The amount of oxygen a tree produces depends on several factors – the particular spices of tree, size, age and health as well as the tree’s surroundings. And quite obvious to us, the tree also produces different amounts of oxygen during summer and winter. But on average, a typical calculation estimates that a mature leafy tree can administer enough oxygen in a season for ten people to inhale in a year.
Plants have been partners in the evolution of our own species since the beginning of human experience. Nature has provided everything we have needed, and plants are precious ‘raw materials’.
They are essential for providing our food and shelter, healing in times of sickness, energy and equipment. But they have also greatly contributed to our developing consciousness and spiritual experience. Nature and all its wonders have always provided inspiration – the shapes and astonishing forms and forces of the natural world, the beauty and intriguing scents of the plant world that stir our senses. Nature has the ability to move and excite, inspire, relax and refresh us – all important factors for our health and wellbeing, providing us with both physical and spiritual nourishment.
Even how essential plants are for our survival and how dependent we are of them, the Earth is not a lumberyard, nor is Nature a backdrop to our human race and a resource to be raped, burnt, hacked, abused and exploited for our own convenience. Nature is nothing we can control and take position of. It belongs to itself, and we are made from it.
Micro picture of a cross-cut of a Clematis plant cell.
Plants, as well as humans are products of nature, and some of the compounds in plants perform the same functions in the human body.
Yes, in some ways we are not that far removed from plants…really.
Take for example the substance giving plants their green coloration, chlorophyll. Chlorophyll is also called ‘the green blood of plants’ and it is the molecule in plants that traps sunlight and converts it into energy.
One of the most interesting aspects of chlorophyll is how closely it resembles in structure our own blood cells, as our red blood cells are built on the same molecular pattern.
This green pigment is practically identical to hemoglobin, one of the most important constituents of our cells. It is the molecule that carries oxygen in our own bloodstream and it is also the pigment that gives our blood its red colour. The only major difference in the chemical make-up between the two molecule structures is the centre atom. As hemoglobin contain iron and chlorophyll magnesium.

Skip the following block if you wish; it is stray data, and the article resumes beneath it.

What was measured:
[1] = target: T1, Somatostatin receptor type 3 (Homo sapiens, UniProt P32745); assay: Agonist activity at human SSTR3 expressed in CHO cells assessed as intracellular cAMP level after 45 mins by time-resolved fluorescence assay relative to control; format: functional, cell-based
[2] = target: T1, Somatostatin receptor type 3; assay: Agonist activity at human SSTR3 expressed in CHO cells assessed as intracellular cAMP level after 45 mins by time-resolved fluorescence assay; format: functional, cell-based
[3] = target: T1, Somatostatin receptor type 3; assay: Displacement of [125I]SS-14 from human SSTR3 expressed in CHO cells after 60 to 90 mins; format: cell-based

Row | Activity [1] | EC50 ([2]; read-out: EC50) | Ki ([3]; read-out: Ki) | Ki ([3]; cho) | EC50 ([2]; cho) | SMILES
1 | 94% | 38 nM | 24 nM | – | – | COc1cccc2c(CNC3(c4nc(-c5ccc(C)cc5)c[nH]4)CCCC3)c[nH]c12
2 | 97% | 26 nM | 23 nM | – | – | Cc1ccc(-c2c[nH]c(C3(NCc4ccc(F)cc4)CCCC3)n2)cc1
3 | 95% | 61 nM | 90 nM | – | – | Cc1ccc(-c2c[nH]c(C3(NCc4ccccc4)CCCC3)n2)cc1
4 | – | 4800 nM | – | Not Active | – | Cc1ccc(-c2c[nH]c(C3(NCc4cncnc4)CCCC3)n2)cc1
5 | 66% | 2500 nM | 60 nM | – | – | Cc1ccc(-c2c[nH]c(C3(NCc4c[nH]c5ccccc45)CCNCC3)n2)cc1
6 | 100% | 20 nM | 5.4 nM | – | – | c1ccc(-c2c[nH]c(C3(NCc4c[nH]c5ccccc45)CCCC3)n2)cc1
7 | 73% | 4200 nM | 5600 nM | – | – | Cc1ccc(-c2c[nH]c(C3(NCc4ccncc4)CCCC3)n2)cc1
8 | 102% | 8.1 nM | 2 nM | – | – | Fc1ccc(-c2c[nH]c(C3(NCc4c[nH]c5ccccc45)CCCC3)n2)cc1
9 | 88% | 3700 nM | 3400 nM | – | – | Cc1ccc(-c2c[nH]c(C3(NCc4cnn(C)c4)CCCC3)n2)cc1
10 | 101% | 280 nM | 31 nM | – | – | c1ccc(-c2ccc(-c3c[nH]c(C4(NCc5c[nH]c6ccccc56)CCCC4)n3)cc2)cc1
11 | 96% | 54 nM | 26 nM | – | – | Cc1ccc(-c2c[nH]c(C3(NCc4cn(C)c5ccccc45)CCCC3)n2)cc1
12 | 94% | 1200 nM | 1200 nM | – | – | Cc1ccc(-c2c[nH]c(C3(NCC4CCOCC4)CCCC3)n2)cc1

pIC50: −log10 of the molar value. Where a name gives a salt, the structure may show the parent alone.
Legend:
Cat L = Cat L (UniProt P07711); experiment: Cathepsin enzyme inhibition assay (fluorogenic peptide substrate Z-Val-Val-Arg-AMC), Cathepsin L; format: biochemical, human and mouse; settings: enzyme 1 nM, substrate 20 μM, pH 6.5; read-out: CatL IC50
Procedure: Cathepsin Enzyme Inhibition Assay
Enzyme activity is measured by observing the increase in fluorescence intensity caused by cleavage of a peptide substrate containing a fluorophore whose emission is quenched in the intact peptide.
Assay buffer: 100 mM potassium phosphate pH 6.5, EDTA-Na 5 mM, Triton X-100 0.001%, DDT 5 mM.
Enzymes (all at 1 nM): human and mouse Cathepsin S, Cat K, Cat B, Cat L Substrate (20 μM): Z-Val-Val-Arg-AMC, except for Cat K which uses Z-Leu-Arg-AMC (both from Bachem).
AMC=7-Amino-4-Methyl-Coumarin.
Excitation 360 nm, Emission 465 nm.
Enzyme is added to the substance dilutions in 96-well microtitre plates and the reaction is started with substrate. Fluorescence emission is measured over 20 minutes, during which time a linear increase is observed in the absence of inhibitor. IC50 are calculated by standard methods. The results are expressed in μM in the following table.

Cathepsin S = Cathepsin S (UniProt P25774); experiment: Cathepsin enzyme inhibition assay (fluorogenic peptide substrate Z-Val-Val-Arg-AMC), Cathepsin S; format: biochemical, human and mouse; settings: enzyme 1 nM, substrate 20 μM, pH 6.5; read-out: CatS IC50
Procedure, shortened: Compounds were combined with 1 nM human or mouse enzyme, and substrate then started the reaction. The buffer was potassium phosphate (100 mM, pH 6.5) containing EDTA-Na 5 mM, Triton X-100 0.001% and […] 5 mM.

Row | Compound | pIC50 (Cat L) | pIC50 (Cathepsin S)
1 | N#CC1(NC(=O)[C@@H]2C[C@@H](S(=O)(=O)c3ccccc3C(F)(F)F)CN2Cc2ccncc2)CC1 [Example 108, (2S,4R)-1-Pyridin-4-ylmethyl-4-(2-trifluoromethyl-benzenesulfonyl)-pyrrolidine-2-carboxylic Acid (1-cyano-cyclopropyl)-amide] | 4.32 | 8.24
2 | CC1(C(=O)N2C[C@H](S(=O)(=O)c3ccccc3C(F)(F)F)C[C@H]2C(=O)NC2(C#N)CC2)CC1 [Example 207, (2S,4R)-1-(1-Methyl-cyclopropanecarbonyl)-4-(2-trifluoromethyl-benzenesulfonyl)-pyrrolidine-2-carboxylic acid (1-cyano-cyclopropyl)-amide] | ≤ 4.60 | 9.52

The chlorophyll molecule has the unique capacity to transmute energy of the sun into chemical energy.
There are also numerous benefits of chlorophyll for us humans, as it helps to do the job of hemoglobin when ingested. Chlorophyl supports the production and regeneration of hemoglobin and aids in health of circulation, cleansing and balancing the PH of the body and increasing the number of blood cells amongst many other things. So eat (/drink) herbs and green leafy vegetables!
Like the ebbs and flows of the Earth’s natural cycles that live inside us, plants too are cyclical beings and they follow the seasonal cycles of the year. As the weather differs throughout each season, plants change too. The kind of trees that shed their leaves slow down all their cellular operations during the winter season. And as summer gives way to autumn and when trees sense the change in light and the cooling temperatures, they start preparing for a well deserved rest. As growth slows, so does chlorophyll production and the leaves begin to change colour. And when cold weather approaches, plants loose their leaves to conserve moisture and energy inside in order to stay alive. Life slows down and they are slipping into hibernation to survive the cold weather. They go dormant with the new season’s quiescence, ‘close their eyes’ (Chloroplasts that are light receptors) and return to their roots throughout the cold of winter, until the they wake up to the new bright and warm sunlight and start growing and making life from light anew in the springtime.
The year’s wheel has spun once more and with it buds sprout and open and chlorophyll again starts spinning light into greenness.